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Publisher: HarperTorch / HarperCollins
Release Date:
ISBN: 0060004614
Format Reviewed: Paperback
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Genre: Mystery/Suspense
Reviewed: 2004
Reviewer: Jeff Shelby
Reviewer Notes:

Dark End of the Street
By Ace Atkins

     Every once in awhile, you run across an author or a book that is so good you can’t believe the author isn’t a household name and the book isn’t a bestseller. Ace Atkins is one of those authors and Dark End of the Street is one of those books.

      In Dark End of the Street, Nick Travers, a blues historian for Tulane University, is asked by a close friend to search for her brother, a once famous blues musician. Everyone along the way tells Travers that the brother is dead, but he soon learns otherwise. Travers also manages to rescue a young girl from a rather precarious situation in a casino and he learns her situation is tied to his search. As the plot thickens, the action intensifies and Travers must not only protect the young girl, but also himself.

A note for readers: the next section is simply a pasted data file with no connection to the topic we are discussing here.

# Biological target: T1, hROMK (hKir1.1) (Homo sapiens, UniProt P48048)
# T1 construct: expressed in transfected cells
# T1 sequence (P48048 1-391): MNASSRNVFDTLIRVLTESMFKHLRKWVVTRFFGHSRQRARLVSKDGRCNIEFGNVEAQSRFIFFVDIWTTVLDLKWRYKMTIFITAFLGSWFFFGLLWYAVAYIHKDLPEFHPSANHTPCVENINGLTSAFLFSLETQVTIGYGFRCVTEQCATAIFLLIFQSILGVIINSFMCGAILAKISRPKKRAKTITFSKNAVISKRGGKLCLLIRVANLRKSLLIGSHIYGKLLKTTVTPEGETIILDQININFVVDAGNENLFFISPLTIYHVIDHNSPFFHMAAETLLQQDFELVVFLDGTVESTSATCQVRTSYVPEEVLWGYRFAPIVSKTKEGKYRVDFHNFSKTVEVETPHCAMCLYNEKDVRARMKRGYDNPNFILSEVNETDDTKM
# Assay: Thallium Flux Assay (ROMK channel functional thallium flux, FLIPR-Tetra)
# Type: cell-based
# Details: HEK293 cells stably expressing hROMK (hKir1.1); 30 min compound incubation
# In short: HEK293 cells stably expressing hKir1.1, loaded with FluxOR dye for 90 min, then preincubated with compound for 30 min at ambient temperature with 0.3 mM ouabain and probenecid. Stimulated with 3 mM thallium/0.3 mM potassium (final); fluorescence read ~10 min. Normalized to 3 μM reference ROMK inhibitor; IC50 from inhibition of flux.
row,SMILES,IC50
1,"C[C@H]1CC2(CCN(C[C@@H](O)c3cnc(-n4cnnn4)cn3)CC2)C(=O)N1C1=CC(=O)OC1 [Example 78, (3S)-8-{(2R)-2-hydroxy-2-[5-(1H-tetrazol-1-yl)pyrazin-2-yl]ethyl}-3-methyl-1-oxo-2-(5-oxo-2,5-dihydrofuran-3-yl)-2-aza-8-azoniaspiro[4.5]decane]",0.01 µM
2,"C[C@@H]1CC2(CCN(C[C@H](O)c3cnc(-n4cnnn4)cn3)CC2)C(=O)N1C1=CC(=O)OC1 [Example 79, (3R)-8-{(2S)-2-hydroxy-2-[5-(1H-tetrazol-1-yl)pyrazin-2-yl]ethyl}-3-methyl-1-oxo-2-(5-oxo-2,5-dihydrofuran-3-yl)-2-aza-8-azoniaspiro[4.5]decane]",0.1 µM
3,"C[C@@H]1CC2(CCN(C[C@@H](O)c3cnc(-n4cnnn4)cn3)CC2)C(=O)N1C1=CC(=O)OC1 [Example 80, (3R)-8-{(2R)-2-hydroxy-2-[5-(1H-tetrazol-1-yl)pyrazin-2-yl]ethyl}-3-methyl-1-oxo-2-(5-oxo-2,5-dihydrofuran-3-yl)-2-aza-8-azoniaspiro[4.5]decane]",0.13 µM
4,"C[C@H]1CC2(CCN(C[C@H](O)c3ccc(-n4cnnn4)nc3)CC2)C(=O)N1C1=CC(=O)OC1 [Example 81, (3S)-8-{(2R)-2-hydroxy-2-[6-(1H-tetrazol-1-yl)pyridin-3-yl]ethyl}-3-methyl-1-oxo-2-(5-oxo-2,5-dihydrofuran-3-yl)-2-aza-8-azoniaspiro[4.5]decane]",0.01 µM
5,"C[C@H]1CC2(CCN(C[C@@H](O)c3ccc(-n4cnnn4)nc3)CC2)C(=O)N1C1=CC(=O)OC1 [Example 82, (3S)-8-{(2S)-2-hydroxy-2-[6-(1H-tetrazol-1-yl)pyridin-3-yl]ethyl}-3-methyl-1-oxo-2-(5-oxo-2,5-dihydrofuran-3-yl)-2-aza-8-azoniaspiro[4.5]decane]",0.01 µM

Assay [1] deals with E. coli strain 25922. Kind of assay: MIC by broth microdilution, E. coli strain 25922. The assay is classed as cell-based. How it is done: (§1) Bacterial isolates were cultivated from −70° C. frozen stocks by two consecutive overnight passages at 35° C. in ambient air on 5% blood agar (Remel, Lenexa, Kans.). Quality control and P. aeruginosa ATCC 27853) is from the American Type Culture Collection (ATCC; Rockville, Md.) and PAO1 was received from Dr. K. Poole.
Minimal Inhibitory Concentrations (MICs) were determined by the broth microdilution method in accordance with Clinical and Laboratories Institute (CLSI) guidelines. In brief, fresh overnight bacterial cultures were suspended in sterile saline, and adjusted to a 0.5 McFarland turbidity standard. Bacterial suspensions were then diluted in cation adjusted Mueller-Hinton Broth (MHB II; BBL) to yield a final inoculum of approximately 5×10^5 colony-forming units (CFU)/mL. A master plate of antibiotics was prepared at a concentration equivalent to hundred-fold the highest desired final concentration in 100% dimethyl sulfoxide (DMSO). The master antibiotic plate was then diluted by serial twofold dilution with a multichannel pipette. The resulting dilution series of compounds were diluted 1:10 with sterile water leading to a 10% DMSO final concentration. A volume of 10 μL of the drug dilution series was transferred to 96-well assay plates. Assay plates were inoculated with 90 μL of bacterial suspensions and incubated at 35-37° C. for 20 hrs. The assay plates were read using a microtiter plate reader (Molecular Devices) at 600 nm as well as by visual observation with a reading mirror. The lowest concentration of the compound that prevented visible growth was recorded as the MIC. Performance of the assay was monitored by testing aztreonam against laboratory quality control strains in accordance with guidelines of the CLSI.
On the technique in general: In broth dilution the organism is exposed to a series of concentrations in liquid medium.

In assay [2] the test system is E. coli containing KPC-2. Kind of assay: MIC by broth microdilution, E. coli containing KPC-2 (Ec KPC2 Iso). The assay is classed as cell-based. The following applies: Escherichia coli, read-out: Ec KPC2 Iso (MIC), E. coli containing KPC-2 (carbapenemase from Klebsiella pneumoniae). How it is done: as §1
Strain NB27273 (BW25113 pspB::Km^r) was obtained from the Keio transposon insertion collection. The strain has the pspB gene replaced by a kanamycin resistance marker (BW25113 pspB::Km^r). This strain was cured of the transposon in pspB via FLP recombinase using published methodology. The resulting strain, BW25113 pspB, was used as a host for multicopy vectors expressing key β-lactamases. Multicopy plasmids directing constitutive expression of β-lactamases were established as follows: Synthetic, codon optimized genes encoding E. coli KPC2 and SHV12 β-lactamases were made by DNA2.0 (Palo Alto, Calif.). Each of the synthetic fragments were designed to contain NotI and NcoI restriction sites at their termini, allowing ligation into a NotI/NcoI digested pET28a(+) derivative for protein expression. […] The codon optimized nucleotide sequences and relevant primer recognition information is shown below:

Atkins, a native of the South and a blues aficionado, ties both of those things together expertly in his writing. The story careens between New Orleans, Oxford, Memphis and other spots on the Mississippi Delta with rich and exacting details. Atkins not only uses the blues and its history to help drive the story, but also to provide an ever-present soundtrack for the action.

    But perhaps the best thing in this book is Travers himself. A former professional football player, a man who leans toward the lonely side of life and a man who can’t help himself from helping others is one of the best new characters to emerge in crime fiction in a long time. He’s flawed, he’s human and he’s as believable as fictional protagonists get.

      Atkins unwinds the story with careful precision and brings the tale full of colorful and bizarre characters to an exciting and satisfying conclusion. He leaves us looking forward to our next encounter with Travers and in Dark End of the Street he has created a must read for all fans of crime fiction.